This film is practically plot less and all the better for it,stripped as it is to bring people's character out. Drama/action is minimalist.This film is about the depiction of life,its moods,its cycle,its seasons. A character-driven development very much carried by the impartial yet intimate eye of his camera,inviting us to share the feelings of his characters.The way we are shown his people makes us their guests,encouraging our most solicitous attention. Both father and daughter have such a close bond of affectionate awareness and love its almost indelicate for them to break apart, and yet part they must. Noriko(Hara) is a loving,smiling daughter tending to her widowed father's needs. Yet she is 27 and is sacrificing her independence to her ailing father. He with the help of her aunt and her sister have to give her a few gentle nudges.He reminds her she has to find her own happiness with another man, a husband and it won't come at once.The professor(Ryu) has to lie byimplying he will marry a young widow. The most moving sequence is the 8 minute Noh drama scene at the centre of the film.This scene shows Noriko's awareness of her father's apparent interest in the attractive widow. This extended scene without dialogue in the respectful presence of the Noh drama enhances the characters' glances back and forth and with it Noriko's dawning realization her father may not need her.It's uncanny that Ozu lived with his mother all his life and Hara never married, retiring from films at the age of 43.
Post-war Tokyo sees this family's 3 generations living in the same house following the post-war austerity of life in Japan.We open on the beach with waves gently lapping the shore. This is followed by pictures of caged birds and these images reappear throughout the film providing continuity to the ritual of existence. The Mamiya's family's decision to wed their daughter has the unfortunate side-effect of causing the dissolution of their household.Noriko faces what is inevitable and unavoidable as a 28 year old single independent women.She faces pressures from her family, her boss(who suggests a possible candidate),her married brother Koichi(Ryu),her married childhood friends and her single friend.Her parents are unable to retire to her uncle's house in Yamoto until their duty to marry Noriko off to a worthy suitor has been fulfilled.One suitor of 40 years of age is investigated by her brother,just as this suitor sends a detective to inquire about Noriko.Noriko(Hara)has a playful sense which comes out when she is dealing with children in the household,questions from people about whether she likes the prospective suitor and when her married and single friends get together. Meanwhile, Koichi's widowed friend and colleague Kenkichi hasbeen transferred to Akita an agricultural province.Noriko visits Kenchiki's mother the day before while her son is out having a celebratory drink and on the mother confessing she had always wished Kenkichi would marry Noriko, Noriko impulsively accepts.Although her family are initially reluctant because Kenkichi has a child and they fear Noriko will be poor and far away, the sense of a ripening of the crop and a timing of the harvest becomes a metaphor for Noriko's marriage.The excellent ensemble nature of Early Summer with many characterisations and side-stories together with the element of strong humour when dealing with the elderly and the very young with many observations from real life make this a beautifully realized story. An elderly character leaves us with these parting words of wisdom: "We shouldn't want too much".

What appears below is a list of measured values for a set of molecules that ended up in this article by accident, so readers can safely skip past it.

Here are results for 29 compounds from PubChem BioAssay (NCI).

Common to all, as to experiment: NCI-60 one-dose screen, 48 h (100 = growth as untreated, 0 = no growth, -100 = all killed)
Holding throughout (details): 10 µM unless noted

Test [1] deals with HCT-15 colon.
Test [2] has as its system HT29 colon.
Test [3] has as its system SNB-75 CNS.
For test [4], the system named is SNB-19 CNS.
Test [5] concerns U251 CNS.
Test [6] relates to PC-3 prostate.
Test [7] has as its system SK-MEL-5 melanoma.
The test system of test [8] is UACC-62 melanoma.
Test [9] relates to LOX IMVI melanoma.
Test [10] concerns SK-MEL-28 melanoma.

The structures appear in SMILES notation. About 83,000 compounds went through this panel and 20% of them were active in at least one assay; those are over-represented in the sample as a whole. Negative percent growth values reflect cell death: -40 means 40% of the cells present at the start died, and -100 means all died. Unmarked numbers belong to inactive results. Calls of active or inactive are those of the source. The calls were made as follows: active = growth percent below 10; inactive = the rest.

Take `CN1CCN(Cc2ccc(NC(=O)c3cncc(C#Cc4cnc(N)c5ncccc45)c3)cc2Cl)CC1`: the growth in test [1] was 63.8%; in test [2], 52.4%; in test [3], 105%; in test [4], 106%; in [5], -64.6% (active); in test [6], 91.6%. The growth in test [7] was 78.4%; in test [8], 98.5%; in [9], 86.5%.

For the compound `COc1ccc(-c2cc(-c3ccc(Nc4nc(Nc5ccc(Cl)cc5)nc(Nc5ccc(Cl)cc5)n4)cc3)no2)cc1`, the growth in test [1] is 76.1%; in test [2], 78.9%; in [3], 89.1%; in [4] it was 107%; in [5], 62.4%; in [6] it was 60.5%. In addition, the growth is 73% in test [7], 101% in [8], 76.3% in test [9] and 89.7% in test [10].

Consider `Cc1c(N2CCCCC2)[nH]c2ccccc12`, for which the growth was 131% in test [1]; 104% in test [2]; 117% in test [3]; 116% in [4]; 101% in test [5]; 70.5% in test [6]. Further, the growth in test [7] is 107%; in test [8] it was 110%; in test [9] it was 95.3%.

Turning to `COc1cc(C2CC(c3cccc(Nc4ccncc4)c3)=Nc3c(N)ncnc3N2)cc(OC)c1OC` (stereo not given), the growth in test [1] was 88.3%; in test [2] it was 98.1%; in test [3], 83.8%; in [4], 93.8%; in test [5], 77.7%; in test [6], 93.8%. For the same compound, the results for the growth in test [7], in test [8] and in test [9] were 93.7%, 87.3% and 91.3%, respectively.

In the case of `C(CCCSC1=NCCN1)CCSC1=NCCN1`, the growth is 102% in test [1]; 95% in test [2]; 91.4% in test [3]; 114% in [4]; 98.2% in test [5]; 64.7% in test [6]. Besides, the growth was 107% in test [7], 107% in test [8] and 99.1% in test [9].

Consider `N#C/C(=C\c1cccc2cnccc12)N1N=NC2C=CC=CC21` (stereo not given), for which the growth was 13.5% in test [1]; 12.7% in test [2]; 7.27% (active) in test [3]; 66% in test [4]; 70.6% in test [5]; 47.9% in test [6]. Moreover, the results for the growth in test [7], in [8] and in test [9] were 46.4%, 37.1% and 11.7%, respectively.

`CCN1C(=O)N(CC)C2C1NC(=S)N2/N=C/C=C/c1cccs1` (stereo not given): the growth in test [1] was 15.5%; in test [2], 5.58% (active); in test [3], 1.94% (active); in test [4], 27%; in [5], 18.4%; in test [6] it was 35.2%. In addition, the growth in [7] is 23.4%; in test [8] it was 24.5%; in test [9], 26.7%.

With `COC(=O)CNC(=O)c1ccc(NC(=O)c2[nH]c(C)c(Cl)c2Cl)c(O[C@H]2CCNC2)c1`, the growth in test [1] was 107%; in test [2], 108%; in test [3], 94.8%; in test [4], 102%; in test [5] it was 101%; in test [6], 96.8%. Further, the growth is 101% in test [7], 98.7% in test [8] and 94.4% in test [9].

Tokyo Story is a poignant film by Ozu on the passing of time, the inevitability of loss,the rift between the generations in terms of expectations,the anxiety about change and mortality, the continual motion of life, the resignation to disappointment.The basic story is of the elderly couple, the Hirayamas, from the provinces visit to their grown-up married children in a busy Tokyo.Koichi, a paediatrician and Shige,a beautician, cannot find time out of their busy schedules, despite promising a trip to the theatre and a day out in Tokyo.Only their widowed daughter-in-law Noriko(Hara) has genuine feelings for them and time to share with them, despite working. Her husband died 8 years before in the war. Their blood children pack them off to Atami, a crowded,noisy spa. Shukishi(Ryu) and Tomi are cool with each other but affectionate.They realize they'd rather go home. Tomi's morbid musings on mortality come out as she watches her grandson pluck grass blades.She visits Noriko for a night stop- over and is overwhelmed by her generosity urging her to forget her son and move on andremarry.Shukichi decides to look up old drinking buddies and proceeds to get drunk saying how disappointed he is with his children's lives. Shige is very rude when he returns home drunk with his friend. Shige has got a tongue sharper than a serpents tooth reminding her father of his past drinking habits,her mother of her `fatness',she even begrudges the cakes her husband has bought for her parents and they proceed to eat them.The parents return home but Tomi falls sick and dies.The children now race to be by her sick bed and bicker about who gets her things before racing back to their own self-absorbed lives. The film is a study of the erosion of a family unit and ties with the march of modernity and the pace of the building up of post-war industrial Japan.Although nothing seems to happen there are deep complex emotions beneath the small-talk ,daily rituals,social etiquette. Deep feelings ride on a look,a smile, a sigh,aq pause,a change of tone. Ozu captures perfectly life's stillness especially between Shukichi and Noriko, their grace, selflessness,acceptance and lack of self pity. Ozu's shooting style is for tatami camera-positioning, little camera movement bringing out the details of physical spaces.The box shaped rooms are filmed allowing people to enter and exit,there is 180 degree cross-cutting between faces, involving spectators.These characters are allowed to develop.There are many establishing shots of tugs,trains,clotheslines,industrial backdrops. I'm glad I saw the previous films of this trilogy, Late Spring, Early Summer to appreciate what a great screen chemistry developed between Ryu and Hara and how their roles and relationship varies from film to film. And ends this one beautifully.